Penelope Gilliatt

Penelope Gilliatt
Penelope Gilliatt's reviews only count toward the Tomatometer® when published at the following Tomatometer-approved publication(s): Sight & Sound New Yorker Observer (UK)
Biography:
(Photo Credit: Doug Griffin/Toronto Star/Getty Images)

Movie Reviews Only

T-Meter Title | Year
88% My Life to Live (It's My Life) (Vivre sa vie: Film en douze tableaux) (1962) Where Breathless and Une Femme est une Femme were full of tumbling life, this one is studiously frozen. - Observer (UK) EDIT
Read More | Posted Apr 20, 2021
60% Hatari! (1962) It is filmed with every possible cliché, and the romantic-comedy situations barge towards their targets with the delicacy of a rhino hurling itself at its dinner. - Observer (UK) EDIT
Read More | Posted Apr 20, 2021
93% Lawrence of Arabia (1962) Spiegel and Bolt and David Lean have run into an old problem with biographical art: they have invented too much to please biographers, and yet they have not taken the bolder liberties that make art. - Observer (UK) EDIT
Read More | Posted Apr 20, 2021
95% The Connection (1961) For Shirley Clarke's direction there can be nothing but praise... This is a film with more creative flair than any that has come out of America for years. - Sight & Sound EDIT
Read More | Posted Feb 11, 2020
77% Escape from the Planet of the Apes (1971) Rather splendid, rather encouraging. - New Yorker EDIT
Read More | Posted Mar 19, 2019
39% Beneath The Planet Of The Apes (1970) The whole movie is often frightening in the wrong way -- not by force of satire but by weight of attitudinizing. - New Yorker EDIT
Read More | Posted Mar 18, 2019
86% The Caretaker (The Guest) (1963) Every line in it involved the most delicate decisions of film-making, and all three actors are even better than they were on stage. - Observer (UK) EDIT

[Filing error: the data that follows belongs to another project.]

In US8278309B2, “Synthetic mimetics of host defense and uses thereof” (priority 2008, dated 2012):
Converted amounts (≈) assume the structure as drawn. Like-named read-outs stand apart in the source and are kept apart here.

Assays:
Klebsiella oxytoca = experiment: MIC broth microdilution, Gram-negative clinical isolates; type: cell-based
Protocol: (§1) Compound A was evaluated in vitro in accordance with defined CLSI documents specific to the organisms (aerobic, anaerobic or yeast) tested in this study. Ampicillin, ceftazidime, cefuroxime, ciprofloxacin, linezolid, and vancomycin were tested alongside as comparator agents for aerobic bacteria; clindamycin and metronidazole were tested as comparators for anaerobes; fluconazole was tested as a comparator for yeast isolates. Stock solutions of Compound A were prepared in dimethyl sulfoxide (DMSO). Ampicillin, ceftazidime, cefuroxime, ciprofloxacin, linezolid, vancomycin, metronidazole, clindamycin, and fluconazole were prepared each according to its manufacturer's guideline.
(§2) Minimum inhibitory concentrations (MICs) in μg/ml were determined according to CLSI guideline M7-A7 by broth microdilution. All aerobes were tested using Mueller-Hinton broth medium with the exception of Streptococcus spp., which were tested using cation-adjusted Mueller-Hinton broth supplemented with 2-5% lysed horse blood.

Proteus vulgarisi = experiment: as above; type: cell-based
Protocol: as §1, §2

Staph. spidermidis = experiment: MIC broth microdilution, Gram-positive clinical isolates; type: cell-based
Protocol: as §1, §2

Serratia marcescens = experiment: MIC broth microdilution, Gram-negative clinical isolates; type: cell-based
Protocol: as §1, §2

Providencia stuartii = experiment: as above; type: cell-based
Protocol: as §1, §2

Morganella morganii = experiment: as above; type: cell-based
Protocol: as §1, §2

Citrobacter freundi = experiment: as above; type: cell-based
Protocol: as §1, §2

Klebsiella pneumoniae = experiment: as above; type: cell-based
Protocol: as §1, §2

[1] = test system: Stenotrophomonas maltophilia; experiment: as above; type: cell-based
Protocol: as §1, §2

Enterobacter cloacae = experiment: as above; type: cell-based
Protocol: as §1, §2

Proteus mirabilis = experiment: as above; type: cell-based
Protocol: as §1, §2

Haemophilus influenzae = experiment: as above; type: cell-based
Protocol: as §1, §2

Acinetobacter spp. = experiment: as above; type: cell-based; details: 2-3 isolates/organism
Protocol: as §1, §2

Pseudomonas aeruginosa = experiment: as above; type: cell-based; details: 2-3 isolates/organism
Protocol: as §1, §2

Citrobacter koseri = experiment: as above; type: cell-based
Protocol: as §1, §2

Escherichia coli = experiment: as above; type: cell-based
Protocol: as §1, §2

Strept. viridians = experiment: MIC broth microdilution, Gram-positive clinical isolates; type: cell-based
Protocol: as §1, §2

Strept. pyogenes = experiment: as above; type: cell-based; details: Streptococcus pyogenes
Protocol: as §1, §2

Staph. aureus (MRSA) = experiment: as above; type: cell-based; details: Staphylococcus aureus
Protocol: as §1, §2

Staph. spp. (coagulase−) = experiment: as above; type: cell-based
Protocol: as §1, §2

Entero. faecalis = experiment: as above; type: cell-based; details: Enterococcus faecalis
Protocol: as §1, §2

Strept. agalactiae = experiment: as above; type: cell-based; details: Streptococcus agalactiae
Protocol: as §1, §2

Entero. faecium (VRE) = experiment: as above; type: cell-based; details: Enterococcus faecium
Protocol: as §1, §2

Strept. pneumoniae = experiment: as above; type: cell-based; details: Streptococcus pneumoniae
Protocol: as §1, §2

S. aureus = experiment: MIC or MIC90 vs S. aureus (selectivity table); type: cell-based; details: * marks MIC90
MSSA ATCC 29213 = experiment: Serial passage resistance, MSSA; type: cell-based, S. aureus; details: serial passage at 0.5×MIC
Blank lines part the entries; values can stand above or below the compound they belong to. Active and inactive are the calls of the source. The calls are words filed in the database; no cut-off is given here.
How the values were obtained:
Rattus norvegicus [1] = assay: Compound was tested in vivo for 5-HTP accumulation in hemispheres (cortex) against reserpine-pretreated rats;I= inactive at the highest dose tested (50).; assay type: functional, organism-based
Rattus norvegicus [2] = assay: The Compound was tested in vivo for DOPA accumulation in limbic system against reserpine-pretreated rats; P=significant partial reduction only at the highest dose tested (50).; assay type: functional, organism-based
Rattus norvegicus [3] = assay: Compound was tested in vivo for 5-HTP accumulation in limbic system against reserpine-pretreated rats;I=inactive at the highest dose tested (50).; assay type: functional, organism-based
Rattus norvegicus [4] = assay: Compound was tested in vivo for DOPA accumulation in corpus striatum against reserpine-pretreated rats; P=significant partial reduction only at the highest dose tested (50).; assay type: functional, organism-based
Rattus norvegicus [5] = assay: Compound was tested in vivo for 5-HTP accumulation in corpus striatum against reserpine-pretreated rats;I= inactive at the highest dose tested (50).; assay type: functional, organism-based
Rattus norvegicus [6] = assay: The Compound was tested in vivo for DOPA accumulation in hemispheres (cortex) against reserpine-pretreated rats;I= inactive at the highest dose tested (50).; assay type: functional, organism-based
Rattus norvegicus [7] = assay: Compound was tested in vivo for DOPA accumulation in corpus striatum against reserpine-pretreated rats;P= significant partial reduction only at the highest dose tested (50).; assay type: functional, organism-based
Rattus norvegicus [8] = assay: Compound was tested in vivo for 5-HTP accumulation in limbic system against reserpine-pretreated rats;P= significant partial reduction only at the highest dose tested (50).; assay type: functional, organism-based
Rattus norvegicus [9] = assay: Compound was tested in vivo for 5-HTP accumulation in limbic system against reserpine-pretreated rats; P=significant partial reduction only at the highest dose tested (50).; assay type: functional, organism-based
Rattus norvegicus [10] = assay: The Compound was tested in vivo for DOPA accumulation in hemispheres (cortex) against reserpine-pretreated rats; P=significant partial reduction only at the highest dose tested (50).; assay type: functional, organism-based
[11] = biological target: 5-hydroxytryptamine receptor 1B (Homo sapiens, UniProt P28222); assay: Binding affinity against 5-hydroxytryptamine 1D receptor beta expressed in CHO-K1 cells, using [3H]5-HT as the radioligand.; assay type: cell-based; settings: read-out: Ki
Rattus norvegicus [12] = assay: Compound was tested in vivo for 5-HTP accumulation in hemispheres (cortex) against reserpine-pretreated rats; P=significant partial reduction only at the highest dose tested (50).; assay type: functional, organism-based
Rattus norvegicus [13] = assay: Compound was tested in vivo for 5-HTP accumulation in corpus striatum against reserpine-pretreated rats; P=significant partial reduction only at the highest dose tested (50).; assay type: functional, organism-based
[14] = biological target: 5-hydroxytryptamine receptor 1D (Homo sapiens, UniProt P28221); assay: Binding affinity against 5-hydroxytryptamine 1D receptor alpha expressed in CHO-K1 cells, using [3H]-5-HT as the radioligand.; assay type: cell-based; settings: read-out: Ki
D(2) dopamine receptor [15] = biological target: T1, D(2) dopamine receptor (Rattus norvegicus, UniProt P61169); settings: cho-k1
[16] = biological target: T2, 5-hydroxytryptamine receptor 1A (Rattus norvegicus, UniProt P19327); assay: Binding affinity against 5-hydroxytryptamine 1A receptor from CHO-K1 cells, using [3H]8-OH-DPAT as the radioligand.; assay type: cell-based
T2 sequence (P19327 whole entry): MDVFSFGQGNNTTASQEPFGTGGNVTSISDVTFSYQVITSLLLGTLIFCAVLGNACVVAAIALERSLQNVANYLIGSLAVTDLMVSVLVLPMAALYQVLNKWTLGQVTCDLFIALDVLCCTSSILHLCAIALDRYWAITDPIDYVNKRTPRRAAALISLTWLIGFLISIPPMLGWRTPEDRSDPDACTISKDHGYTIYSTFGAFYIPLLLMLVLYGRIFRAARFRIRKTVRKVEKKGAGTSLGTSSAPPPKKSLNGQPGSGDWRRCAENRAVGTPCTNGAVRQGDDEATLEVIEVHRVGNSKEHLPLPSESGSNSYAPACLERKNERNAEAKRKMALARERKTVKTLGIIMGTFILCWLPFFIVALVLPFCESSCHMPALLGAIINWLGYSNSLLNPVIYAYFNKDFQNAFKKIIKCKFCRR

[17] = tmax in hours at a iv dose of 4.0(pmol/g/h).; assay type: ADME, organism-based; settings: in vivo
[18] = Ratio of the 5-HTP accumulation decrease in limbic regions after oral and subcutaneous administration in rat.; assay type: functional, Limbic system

Read More | Posted Mar 20, 2018
100% Le samouraï (1967) Cold, masterly, without pathos, and not even particularly sympathetic; it has the noble structure of accuracy. - New Yorker EDIT
Read More | Posted Jan 14, 2013
No Score Yet The Princess Yang Kwei Fei (Yôkihi) (1955) Princess Yang Kwei Fei miraculously reproduces the comings and goings of the hero's thought, and it is in this sense that Mizoguchi's realism is most classical. - New Yorker EDIT
Read More | Posted Jan 14, 2013
96% Adam's Rib (1949) Katharine Hepburn conveys an extraordinary abundance of spirit. - New Yorker EDIT
Read More | Posted Jan 14, 2013
85% Pat and Mike (1952) Ruth Gordon and Garson Kanin here wrote an engaging screenplay about emotion-without-display for their rare uncut diamonds. - New Yorker EDIT
Read More | Posted Jan 14, 2013
89% Woman of the Year (1942) The film earlier has one of the very best Tracy-Hepburn love scenes, full of the sense of private shelter that they uniquely purvey. - New Yorker EDIT
Read More | Posted Jan 14, 2013
92% Star Wars: Episode IV - A New Hope (1977) George Lucas, who made American Graffiti, has put together a sci-fi film that draws on any number of associations. Star Wars is both amazing and familiar. - New Yorker EDIT
Read More | Posted Jan 14, 2013
88% Professione: reporter (The Passenger) (1975) Earlier Antonioni films have often seemed studied, but not this one. Its details are easy and apropos. - New Yorker EDIT
Read More | Posted Jan 14, 2013
88% Bonnie and Clyde (1967) Bonnie and Clyde don't really know that killing kills. The film does -- unlike the run of movies about violence now, which mostly know that killing sells. - New Yorker EDIT
Read More | Posted Jan 14, 2013